The end of the year is a hopeful and generous time for Canadians, a time when we indulge our better instincts and tend to look on the bright side of things. How strange then, that recent good news about Canada’s education system has prompted a sudden bout of pessimism.
Last week saw the release of a massive comparison of school systems around the world. The Programme for International School Assessment (PISA) is run every three years by the Organisation for Economic Co-operation and Development (OECD) and tests 470,000 15-year-old students across 65 countries and regions in reading, math and science. Canada, once again, found itself among the world’s leaders in educational performance.
Despite top 10 results in all categories, however, some commentators felt the need to lament the fact we were beaten by Shanghai, which made its first appearance in the PISA tests and stole the show with some very impressive scores. The Globe and Mail claimed the results showed other countries were “leaving us in the chalk dust.” A below-average performance by Prince Edward Island’s students was presented as something of a national disaster. It seems a rather Grinchy way of looking at things, particularly when Canada is doing so well in so many aspects of education.
Beyond our sixth-place finish in reading, seventh in math and eighth in science, the PISA results show that socio-economic status is much less a factor in Canadian test scores than most other countries, suggesting a strong commitment to equality of outcomes. Along with Korea and Finland, Canada was also praised for a low percentage of students failing the tests.
And in a special chapter within one volume, the OECD specifically recognizes Canada’s outstanding performance in the face of the challenges faced by our school system. While Canada’s large immigrant population is a significant strength for our economy and society, issues of language, culture and integration can make success more difficult for new Canadians. Less than one per cent of Shanghai’s student population comes from an immigrant background; for Canada, the figure is 24 per cent. Among countries that receive substantial levels of immigration, such as Australia, the United States, Germany or Switzerland, our test scores are at the top of the heap. And we are the only major country to show no significant difference in performance between immigrant and native-born students. “Canada could provide a model of how to achieve educational success in a large, geographically dispersed, and culturally heterogeneous country,” the report notes admiringly.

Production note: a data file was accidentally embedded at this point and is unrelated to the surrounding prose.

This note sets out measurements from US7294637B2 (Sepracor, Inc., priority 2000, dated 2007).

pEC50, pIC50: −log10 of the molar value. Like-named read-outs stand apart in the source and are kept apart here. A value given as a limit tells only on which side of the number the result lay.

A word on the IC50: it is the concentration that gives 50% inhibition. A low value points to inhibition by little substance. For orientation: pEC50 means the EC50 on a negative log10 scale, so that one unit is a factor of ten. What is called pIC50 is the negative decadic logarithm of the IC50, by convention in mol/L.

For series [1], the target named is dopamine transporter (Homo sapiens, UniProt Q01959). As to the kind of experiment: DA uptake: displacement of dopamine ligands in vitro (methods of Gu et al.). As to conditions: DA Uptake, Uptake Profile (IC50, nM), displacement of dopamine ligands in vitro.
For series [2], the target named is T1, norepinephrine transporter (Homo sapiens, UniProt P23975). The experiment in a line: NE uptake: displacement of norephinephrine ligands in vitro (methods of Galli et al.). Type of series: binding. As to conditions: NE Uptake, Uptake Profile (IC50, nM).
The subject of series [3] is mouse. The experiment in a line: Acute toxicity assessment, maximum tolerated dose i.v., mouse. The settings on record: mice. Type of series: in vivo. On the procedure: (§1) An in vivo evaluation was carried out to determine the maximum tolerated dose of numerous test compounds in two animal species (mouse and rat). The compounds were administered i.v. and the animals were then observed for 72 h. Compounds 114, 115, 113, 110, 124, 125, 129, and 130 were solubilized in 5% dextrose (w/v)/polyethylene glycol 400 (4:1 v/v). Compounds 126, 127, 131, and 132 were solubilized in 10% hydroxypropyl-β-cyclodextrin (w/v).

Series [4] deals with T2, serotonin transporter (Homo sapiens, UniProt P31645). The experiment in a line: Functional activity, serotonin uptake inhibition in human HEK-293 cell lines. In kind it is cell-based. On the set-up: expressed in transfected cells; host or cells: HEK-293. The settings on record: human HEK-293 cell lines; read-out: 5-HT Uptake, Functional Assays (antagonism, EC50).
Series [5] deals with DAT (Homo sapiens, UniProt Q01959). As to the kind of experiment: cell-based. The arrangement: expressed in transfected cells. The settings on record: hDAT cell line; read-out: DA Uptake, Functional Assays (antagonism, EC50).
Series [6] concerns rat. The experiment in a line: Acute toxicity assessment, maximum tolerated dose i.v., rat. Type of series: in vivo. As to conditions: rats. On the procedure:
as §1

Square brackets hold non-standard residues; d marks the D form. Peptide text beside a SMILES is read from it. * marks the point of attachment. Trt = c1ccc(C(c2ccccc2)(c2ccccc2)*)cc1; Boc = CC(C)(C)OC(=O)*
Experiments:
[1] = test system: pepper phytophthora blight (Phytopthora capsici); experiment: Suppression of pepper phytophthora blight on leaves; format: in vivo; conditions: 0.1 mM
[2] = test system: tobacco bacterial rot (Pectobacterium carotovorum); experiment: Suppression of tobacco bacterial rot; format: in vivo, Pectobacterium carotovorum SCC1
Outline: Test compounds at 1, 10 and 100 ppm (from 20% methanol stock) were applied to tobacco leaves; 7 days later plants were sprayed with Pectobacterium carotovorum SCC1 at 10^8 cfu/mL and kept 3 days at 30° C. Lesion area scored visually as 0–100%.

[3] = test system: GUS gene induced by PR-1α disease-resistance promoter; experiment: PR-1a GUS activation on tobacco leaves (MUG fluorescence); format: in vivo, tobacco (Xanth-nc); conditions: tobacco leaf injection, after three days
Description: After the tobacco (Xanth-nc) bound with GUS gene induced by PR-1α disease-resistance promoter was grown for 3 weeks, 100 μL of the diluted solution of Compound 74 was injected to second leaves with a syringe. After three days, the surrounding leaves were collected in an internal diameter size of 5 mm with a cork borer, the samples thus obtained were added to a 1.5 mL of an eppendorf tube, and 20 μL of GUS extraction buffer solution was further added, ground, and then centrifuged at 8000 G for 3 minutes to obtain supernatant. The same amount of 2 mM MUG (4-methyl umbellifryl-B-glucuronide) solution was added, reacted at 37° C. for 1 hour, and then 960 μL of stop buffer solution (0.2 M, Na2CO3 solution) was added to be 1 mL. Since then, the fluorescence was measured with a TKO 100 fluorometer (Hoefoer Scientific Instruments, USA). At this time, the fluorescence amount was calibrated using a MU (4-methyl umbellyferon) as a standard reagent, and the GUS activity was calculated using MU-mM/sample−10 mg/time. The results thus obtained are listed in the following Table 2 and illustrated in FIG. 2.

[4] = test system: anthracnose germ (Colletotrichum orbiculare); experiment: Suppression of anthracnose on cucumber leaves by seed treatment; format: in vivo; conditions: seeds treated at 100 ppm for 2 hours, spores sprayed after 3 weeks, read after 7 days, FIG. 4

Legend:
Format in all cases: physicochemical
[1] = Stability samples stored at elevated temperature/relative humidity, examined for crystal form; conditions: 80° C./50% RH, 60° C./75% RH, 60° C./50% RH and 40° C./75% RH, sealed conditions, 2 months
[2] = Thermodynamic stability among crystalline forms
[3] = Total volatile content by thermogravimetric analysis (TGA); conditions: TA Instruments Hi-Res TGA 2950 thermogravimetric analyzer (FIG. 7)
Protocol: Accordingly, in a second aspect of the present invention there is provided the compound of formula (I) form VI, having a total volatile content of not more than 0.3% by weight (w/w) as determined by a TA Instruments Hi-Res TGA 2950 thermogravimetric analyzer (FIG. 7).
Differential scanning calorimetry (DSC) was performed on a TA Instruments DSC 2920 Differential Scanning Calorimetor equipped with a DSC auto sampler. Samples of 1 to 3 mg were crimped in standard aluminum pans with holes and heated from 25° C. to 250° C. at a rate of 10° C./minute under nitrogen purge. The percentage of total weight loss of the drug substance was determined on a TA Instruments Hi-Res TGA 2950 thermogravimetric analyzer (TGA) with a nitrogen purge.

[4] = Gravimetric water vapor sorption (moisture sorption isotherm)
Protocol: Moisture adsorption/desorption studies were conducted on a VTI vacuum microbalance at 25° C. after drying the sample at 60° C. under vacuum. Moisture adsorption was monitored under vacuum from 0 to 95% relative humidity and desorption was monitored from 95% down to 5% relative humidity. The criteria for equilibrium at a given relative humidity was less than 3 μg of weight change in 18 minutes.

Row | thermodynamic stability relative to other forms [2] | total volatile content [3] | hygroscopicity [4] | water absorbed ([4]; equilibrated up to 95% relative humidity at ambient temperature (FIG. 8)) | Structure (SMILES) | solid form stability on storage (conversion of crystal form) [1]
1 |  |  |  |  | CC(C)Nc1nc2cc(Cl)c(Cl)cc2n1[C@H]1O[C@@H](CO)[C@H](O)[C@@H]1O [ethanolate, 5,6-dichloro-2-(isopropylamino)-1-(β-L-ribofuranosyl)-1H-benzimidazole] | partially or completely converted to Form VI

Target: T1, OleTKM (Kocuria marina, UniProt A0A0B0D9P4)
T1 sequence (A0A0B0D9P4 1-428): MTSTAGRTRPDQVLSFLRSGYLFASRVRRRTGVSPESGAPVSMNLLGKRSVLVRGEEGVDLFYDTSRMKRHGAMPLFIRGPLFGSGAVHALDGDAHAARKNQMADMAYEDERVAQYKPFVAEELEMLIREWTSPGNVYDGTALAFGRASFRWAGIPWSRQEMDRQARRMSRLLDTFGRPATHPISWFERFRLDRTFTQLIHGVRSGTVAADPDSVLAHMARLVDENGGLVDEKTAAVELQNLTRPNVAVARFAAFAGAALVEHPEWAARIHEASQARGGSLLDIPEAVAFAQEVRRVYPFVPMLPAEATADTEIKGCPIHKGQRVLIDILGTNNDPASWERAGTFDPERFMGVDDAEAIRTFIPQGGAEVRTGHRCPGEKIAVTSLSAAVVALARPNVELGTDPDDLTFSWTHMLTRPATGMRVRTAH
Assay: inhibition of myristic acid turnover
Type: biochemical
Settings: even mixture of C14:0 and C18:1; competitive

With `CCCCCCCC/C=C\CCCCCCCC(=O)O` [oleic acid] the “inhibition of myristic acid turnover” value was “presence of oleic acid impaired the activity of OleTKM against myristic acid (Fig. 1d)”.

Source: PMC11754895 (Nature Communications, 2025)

Diversity in governance is another area of strength for Canada. While conventional wisdom suggests strict centralization is the key to educational prowess, the OECD observes that “Canada has achieved success within a highly federated system.” We are in fact the only developed country without a national department of education. But this is not an obstacle, as our performance proves. Provincial control of education encourages experimentation and variety. If one province falls below the line, competitive national pressures inevitably motivate it to copy the best practices of other provinces, as is currently the case with P.E.I.
It’s also worth noting that Canada is a relative newcomer to such high expectations. Prior to 2000 we rarely appeared in the top 10 of any PISA category. Now it’s become something of a national obligation. This is certainly a good thing, but at the same time we should recognize how far we’ve come. In a few decades, Canada has built a unique education system recognized as one of the best and most equitable in the world. And that’s something to celebrate any time of year.
From the editors